Brain Research through Advancing Innovative Neurotechnologies

10/01/2014

Brain Research through Advancing Innovative Neurotechnologies

“We have a chance to improve the lives of not just millions, but billions of people on this planet through the research that’s done in this BRAIN Initiative alone. But it’s going to require a serious effort, a sustained effort. And it’s going to require us as a country to embody and embrace that spirit of discovery that is what made America, America.”

President Obama on April 2, 2013


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The Initiative Kicks Off

In April 2013, the President announced the launch of the BRAIN (Brain Research through Advancing Innovative Neurotechnologies) Initiative – a bold, new initiative focused on revolutionizing our understanding of the human brain.

The BRAIN Initiative is one of the Administration’s “Grand Challenges” – ambitious but achievable goals that require advances in science and technology. Since the President announced the BRAIN Initiative, dozens of leading technology firms, academic institutions, scientists, and other key contributors to the field of neuroscience have answered his call and made significant commitments to advancing the initiative. Top neuroscientists also have developed a 12-year research strategy for the National Institutes of Health (NIH) to achieve the goals of the initiative.

“The human brain is the most complicated biological structure in the known universe. We’ve only just scratched the surface in understanding how it works – or, unfortunately, doesn’t quite work when disorders and disease occur… This is just the beginning of a 12-year journey and we’re excited to be starting the ride.”

Watch as President Obama speaks on the BRAIN Initiative and American innovation during the April 2, 2013 unveiling of the BRAIN Initiative.

http://www.youtube-nocookie.com/embed/slQ8ELULNP0?version=3&showinfo=0&hl=en_US

On The Clock: The BRAIN Initiative
April 2, 2013
Dr. Francis Collins, the Director of the National Institutes of Health, highlights the BRAIN Initiative.

 

The Significance

The BRAIN Initiative has the potential to do for neuroscience what the Human Genome Project did for genomics by supporting the development and application of innovative technologies that can create a dynamic understanding of brain function. It aims to help researchers uncover the mysteries of brain disorders, such as Alzheimer’s and Parkinson’s diseases, depression, and traumatic brain injury (TBI).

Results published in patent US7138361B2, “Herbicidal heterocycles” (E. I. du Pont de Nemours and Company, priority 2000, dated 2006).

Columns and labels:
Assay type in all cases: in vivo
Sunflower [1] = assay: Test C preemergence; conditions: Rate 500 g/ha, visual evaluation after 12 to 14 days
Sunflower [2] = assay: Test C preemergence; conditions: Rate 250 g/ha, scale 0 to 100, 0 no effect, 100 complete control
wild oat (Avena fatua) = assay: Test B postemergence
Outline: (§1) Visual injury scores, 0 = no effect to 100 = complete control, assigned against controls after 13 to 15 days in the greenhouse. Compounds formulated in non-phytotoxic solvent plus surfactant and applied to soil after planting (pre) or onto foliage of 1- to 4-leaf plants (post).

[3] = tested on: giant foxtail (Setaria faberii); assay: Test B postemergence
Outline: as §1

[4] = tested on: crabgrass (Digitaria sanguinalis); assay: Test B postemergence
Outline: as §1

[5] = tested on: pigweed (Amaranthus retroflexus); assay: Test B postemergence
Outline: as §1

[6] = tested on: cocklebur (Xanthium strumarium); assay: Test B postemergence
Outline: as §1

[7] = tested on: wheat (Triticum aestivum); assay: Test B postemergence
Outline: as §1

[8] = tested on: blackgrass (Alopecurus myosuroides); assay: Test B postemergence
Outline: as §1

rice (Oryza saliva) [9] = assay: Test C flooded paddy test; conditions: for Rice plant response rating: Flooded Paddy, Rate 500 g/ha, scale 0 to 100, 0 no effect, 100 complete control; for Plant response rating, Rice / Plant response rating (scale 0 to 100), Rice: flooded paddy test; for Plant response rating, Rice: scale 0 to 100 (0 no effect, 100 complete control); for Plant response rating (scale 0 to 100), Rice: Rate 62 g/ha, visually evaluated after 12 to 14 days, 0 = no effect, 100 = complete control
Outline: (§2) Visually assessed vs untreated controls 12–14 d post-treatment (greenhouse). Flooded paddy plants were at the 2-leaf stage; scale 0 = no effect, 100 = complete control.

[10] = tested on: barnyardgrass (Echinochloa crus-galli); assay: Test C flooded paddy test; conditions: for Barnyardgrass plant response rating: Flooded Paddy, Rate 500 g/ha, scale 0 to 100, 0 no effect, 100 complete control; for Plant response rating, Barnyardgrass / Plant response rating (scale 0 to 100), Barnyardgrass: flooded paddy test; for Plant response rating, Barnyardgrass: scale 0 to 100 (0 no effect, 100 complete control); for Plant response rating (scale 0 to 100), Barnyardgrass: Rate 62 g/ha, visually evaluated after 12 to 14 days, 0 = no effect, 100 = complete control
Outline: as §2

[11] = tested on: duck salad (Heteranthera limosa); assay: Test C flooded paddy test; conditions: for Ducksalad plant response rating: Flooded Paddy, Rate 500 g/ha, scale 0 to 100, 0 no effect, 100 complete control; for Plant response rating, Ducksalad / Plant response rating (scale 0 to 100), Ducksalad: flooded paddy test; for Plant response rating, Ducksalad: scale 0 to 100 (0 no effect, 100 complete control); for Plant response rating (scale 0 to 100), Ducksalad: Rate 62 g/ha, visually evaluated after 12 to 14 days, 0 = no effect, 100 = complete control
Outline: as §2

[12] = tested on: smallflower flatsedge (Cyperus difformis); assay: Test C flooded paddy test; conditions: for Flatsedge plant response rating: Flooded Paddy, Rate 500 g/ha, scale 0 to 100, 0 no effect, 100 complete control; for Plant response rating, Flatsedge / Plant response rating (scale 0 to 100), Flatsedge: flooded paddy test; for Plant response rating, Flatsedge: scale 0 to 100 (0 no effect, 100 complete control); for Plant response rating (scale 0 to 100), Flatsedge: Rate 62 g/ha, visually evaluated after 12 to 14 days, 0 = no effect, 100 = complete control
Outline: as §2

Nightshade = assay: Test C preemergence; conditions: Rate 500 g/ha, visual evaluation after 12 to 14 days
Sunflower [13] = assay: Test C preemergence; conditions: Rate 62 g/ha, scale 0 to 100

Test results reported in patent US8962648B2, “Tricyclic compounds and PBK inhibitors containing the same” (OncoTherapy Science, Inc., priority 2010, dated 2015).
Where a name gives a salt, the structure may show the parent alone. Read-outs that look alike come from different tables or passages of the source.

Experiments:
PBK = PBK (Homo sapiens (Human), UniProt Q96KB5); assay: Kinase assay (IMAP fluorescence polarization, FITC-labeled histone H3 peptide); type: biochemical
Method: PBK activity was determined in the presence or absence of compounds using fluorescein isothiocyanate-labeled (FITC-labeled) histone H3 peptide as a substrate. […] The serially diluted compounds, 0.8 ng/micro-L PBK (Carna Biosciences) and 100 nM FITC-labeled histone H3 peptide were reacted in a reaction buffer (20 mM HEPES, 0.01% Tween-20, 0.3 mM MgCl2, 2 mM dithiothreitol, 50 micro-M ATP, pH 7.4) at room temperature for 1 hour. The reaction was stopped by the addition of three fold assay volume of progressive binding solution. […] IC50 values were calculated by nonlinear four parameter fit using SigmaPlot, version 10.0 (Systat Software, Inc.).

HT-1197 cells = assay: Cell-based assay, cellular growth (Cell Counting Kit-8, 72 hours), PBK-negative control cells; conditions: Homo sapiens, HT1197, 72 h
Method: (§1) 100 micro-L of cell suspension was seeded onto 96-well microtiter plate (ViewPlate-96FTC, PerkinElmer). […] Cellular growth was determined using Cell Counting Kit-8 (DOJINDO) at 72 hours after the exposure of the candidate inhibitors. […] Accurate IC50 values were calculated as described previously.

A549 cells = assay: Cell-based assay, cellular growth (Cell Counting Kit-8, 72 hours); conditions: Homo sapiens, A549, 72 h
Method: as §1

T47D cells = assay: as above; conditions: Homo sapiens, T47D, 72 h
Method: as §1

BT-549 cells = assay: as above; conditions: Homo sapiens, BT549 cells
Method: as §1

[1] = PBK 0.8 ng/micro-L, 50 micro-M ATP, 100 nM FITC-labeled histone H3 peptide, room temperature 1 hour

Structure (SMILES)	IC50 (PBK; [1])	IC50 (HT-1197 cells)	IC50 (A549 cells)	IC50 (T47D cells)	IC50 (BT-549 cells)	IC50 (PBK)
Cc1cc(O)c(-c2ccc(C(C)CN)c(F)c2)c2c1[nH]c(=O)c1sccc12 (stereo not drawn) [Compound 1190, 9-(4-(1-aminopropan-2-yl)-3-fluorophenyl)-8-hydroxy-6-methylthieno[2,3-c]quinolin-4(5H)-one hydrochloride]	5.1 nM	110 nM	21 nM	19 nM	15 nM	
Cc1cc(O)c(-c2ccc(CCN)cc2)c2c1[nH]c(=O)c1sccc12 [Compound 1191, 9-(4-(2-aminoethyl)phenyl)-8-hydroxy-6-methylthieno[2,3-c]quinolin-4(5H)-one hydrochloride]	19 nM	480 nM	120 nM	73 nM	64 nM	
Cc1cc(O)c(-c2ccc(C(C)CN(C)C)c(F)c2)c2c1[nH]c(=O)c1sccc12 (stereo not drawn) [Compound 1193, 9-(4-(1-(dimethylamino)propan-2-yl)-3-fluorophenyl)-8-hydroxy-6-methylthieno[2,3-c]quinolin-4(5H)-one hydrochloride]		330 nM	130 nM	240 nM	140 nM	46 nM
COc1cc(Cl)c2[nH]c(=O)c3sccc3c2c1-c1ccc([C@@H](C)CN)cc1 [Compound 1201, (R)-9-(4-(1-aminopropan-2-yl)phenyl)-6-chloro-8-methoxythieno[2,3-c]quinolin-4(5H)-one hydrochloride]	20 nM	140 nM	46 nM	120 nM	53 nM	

The initiative will accelerate the development and application of new technologies that will enable researchers to produce dynamic pictures of the brain that show how individual brain cells and complex neural circuits interact at the speed of thought. These technologies will open new doors to explore how the brain records, processes, uses, stores, and retrieves vast quantities of information, and shed light on the complex links between brain function and behavior.

 

How Far We’ve Already Come

In the last decade, scientists have made a number of landmark discoveries that now create the opportunity to unlock the mysteries of the brain — including the sequencing of the human genome, the development of new tools for mapping neuronal connections, the increasing resolution of imaging technologies, the maturation of nanoscience, and the rise of biological engineering.

These breakthroughs have paved the way for unprecedented collaboration and discovery across scientific fields. For instance, by combining advanced genetic and optical techniques, scientists can now use pulses of light to determine how specific cell activities in the brain affect behavior. Similarly, through the integration of neuroscience and physics, researchers can now use high-resolution imaging technologies to observe how the brain is structurally and functionally connected in living humans.

While these technological innovations have contributed substantially to our expanding knowledge of the brain, significant breakthroughs in how we treat neurological and psychiatric disease will require a new generation of tools to enable researchers to record signals from brain cells in much greater numbers and at even faster speeds. That’s where the BRAIN Initiative comes in.

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